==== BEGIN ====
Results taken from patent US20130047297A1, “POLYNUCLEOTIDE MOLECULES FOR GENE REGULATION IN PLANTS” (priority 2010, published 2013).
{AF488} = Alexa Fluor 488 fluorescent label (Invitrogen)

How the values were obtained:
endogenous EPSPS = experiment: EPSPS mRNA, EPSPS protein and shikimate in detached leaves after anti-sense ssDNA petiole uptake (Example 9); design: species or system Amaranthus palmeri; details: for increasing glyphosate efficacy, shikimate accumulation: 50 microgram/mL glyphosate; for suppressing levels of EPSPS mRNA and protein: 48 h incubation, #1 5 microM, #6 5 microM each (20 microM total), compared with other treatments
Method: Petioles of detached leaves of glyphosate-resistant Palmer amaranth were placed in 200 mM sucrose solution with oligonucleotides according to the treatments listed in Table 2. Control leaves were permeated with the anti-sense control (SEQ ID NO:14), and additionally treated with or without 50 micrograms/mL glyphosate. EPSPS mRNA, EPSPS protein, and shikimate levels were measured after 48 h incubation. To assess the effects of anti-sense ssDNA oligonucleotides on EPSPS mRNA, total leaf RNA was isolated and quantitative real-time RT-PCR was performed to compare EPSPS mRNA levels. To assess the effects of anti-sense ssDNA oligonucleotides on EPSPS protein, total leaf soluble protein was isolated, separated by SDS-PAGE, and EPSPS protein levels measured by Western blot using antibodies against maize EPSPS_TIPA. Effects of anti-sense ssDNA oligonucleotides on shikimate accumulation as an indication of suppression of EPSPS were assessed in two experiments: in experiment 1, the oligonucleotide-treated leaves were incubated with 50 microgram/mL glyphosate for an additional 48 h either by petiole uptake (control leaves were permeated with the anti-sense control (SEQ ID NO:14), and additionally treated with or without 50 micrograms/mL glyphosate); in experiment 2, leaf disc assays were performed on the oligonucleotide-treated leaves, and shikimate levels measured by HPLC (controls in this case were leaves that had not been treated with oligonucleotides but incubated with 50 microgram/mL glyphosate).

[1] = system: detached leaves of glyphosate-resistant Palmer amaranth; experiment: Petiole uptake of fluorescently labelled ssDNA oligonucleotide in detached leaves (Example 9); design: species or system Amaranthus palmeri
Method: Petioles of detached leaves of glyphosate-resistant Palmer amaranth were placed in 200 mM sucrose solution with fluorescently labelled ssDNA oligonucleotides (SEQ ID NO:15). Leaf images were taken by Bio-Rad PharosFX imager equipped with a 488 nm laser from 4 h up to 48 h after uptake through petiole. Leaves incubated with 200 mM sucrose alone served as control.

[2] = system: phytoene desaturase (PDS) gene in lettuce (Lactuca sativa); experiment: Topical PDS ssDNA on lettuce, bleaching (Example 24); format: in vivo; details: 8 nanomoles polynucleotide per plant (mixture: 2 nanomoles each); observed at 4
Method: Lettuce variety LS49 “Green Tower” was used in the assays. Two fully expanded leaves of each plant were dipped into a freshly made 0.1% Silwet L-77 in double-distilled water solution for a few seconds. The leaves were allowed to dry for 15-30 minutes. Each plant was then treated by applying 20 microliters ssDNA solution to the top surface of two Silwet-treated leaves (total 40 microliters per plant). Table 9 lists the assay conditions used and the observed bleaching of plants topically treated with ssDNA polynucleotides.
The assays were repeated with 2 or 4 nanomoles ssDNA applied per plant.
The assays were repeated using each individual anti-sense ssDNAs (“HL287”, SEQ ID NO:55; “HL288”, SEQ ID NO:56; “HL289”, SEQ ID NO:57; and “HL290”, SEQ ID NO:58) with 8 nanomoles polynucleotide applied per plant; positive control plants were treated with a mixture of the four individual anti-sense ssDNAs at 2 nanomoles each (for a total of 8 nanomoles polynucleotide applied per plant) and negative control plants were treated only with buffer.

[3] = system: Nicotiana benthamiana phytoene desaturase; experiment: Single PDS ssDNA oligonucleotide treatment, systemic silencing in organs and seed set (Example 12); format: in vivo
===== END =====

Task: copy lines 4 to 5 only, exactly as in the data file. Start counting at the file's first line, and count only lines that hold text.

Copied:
endogenous EPSPS = experiment: EPSPS mRNA, EPSPS protein and shikimate in detached leaves after anti-sense ssDNA petiole uptake (Example 9); design: species or system Amaranthus palmeri; details: for increasing glyphosate efficacy, shikimate accumulation: 50 microgram/mL glyphosate; for suppressing levels of EPSPS mRNA and protein: 48 h incubation, #1 5 microM, #6 5 microM each (20 microM total), compared with other treatments
Method: Petioles of detached leaves of glyphosate-resistant Palmer amaranth were placed in 200 mM sucrose solution with oligonucleotides according to the treatments listed in Table 2. Control leaves were permeated with the anti-sense control (SEQ ID NO:14), and additionally treated with or without 50 micrograms/mL glyphosate. EPSPS mRNA, EPSPS protein, and shikimate levels were measured after 48 h incubation. To assess the effects of anti-sense ssDNA oligonucleotides on EPSPS mRNA, total leaf RNA was isolated and quantitative real-time RT-PCR was performed to compare EPSPS mRNA levels. To assess the effects of anti-sense ssDNA oligonucleotides on EPSPS protein, total leaf soluble protein was isolated, separated by SDS-PAGE, and EPSPS protein levels measured by Western blot using antibodies against maize EPSPS_TIPA. Effects of anti-sense ssDNA oligonucleotides on shikimate accumulation as an indication of suppression of EPSPS were assessed in two experiments: in experiment 1, the oligonucleotide-treated leaves were incubated with 50 microgram/mL glyphosate for an additional 48 h either by petiole uptake (control leaves were permeated with the anti-sense control (SEQ ID NO:14), and additionally treated with or without 50 micrograms/mL glyphosate); in experiment 2, leaf disc assays were performed on the oligonucleotide-treated leaves, and shikimate levels measured by HPLC (controls in this case were leaves that had not been treated with oligonucleotides but incubated with 50 microgram/mL glyphosate).